Protecting Birds in the Calumet Region
The Calumet region, which encompasses the southern shore of Lake Michigan, and spans across Illinois, Indiana and Michigan, has a long history of industry and an even longer history of rich biodiversity. Once cosisting of nearly 45,000 acres of marsh and wet prairie, breeding marsh bird populations were decimated as wetlands were lost to factories and industry. Now, Audubon Great Lakes is working to restore the critical wetland habitat birds need to thrive, for the benefit of wildlife and local communities.
Working in the Areas Where Birds Need Us Most
The Calumet region has been identified by Audubon scientists as one of the 12 most important coastal wetlands regions across the Great Lakes that are most important to conserve or restore for vulnerable marsh birds. Audubon Great Lakes is working with partners in each of these priority regions to coordinate landscape-scale bird monitoring and habitat restoration.
Explore Audubon’s Vision: Restoring the Great Lakes for Birds and People to see Audubon's plans to address the biggest threats facing birds and people.
Our Restoration Work
To date Audubon Great Lakes has restored over 2,000 acres of critical coastal wetlands in the Calumet region and, through collaborative planning and science delivery, helped guide partners and landowners to restore an additional 4,200 wetland acres.
Thanks to the efforts of Audubon Great Lakes and partners, the 40-year trend of marsh bird population declines are stabilizing, and several species populations are increasing in breeding abundance in newly restored wetlands. Restored Calumet wetlands are also improving water quality and helping communities adapt to intensified precipitation events and rapid fluctuations of Great Lakes’ water levels.
History of the Region
The Calumet Region was once home to thousands of acres of sprawling wetlands that provided rich and abundant habitat for wildlife and plants. As development migrated south and east from Chicago in the last 1800's heavy industry began to dominate the region. Despite this massive land conversion, the patchwork of marshes that remained still continued to support incredible biodiversity. However, from the 1990s to the mid-2010s, further degradation of those wetlands resulted in significant losses of biodiversity.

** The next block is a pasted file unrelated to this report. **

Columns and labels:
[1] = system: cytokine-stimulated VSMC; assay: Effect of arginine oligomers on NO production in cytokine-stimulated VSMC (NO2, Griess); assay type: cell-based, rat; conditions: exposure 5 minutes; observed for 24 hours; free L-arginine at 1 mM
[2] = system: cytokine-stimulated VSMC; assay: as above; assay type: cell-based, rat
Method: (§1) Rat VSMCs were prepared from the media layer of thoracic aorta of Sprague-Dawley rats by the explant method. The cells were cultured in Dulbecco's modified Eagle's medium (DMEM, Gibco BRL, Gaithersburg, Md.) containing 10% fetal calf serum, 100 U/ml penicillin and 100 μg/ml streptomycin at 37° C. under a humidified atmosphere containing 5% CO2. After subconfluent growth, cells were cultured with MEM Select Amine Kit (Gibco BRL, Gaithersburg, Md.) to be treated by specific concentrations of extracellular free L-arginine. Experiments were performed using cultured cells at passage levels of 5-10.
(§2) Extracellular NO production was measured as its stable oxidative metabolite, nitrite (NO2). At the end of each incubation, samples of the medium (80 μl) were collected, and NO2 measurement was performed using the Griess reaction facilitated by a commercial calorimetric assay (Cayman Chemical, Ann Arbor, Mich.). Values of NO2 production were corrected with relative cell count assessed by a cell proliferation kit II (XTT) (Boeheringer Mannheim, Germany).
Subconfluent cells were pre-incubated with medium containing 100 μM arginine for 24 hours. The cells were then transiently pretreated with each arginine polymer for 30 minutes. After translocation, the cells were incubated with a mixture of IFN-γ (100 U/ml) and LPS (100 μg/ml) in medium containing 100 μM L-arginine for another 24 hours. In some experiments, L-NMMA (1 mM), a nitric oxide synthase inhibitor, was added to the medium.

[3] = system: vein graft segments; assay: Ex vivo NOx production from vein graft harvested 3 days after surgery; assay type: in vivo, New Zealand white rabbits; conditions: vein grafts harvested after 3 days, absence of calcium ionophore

Breeding marsh bird populations, which provide an excellent indication of environmental quality were decimated. Black Tern and Yellow-headed Blackbird were functionally extirpated (meaning they became locally extinct) from the region after breeding there for centuries. Other bird species, including the Least Bittern, Pied-billed Grebe, and Common Gallinule were on a similar trajectory. These birds depend on a dynamic ecosystem called hemimarsh (a wetland that is roughly equal parts open water and emergent vegetation or plant life) to thrive. Threats facing the region including altered hydrology, climate change and invasive species have caused hemimarsh to all but disappear from the region.
Despite these incredible challenges, the region still serves as a major stopover for migratory birds that depend on the areas remaining wetlands and habitat to rest on their long migration journeys and to nest and breed.
Project Partners & Supporters
Audubon Great Lakes is grateful to project partners and supporters who make our work possible.
Audubon’s work in Calumet wetlands is supported by the Gaylord and Dorothy Donnelley Foundation, the Great Lakes Commission, the Great Lakes Restoration Initiative, the Little Calumet River Basin Development Commission, National Fish and Wildlife Foundation, U.S. Fish and Wildlife Service, and the Walder Foundation.
Connecting two lakes to reestablish more than 100 acres of vital marsh habitat that marsh birds rely on.